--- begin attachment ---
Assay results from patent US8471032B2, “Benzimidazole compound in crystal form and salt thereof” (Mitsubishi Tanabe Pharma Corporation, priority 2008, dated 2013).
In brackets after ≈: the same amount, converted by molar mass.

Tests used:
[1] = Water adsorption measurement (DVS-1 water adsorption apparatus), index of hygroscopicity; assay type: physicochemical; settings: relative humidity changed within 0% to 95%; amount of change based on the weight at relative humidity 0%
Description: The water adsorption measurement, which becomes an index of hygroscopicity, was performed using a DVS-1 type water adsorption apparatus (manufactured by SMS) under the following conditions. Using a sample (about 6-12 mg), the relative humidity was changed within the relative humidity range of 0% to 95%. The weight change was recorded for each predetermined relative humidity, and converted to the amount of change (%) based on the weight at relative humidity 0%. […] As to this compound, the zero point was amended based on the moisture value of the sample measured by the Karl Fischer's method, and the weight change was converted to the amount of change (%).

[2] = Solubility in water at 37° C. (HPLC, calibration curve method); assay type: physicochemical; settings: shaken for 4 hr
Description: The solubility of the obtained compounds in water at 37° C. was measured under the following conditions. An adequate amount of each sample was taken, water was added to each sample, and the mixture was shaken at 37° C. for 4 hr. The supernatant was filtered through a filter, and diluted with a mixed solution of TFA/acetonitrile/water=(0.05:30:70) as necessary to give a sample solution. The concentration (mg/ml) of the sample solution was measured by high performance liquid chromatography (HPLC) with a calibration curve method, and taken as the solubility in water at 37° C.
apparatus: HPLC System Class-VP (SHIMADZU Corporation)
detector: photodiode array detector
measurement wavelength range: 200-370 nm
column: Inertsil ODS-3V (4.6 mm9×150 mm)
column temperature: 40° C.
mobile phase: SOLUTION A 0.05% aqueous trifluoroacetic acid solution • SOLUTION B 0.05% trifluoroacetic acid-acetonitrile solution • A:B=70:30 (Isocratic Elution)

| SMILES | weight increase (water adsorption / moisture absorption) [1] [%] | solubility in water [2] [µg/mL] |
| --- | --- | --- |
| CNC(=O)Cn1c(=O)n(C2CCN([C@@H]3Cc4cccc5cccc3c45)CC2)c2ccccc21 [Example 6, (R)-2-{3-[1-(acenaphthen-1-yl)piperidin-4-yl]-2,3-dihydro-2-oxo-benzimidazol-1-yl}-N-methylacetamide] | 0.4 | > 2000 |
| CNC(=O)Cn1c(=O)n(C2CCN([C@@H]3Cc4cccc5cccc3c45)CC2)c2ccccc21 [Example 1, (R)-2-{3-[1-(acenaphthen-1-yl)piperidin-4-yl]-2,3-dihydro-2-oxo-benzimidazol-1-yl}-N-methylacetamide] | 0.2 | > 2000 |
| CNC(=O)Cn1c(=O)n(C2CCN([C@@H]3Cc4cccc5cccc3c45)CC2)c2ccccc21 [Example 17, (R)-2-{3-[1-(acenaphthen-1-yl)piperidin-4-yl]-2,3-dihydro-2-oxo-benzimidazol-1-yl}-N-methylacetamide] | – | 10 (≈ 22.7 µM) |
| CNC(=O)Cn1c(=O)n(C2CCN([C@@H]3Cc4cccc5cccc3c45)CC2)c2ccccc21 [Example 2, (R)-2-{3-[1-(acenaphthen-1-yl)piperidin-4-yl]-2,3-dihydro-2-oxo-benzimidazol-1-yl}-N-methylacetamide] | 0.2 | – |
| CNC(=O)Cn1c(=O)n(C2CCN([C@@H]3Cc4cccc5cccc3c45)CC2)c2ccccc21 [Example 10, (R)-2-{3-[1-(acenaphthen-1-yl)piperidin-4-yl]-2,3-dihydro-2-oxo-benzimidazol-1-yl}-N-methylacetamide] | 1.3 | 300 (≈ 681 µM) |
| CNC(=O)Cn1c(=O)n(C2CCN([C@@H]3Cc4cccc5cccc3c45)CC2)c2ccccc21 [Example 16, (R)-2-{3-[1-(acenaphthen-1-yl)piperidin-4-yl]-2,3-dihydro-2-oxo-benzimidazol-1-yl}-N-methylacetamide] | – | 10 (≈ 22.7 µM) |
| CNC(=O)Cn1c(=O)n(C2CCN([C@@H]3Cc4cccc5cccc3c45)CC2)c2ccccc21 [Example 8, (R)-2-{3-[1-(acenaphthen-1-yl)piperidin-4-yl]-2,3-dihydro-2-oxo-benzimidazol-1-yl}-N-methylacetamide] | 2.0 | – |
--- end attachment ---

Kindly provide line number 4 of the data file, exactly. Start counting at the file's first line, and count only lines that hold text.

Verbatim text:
[1] = Water adsorption measurement (DVS-1 water adsorption apparatus), index of hygroscopicity; assay type: physicochemical; settings: relative humidity changed within 0% to 95%; amount of change based on the weight at relative humidity 0%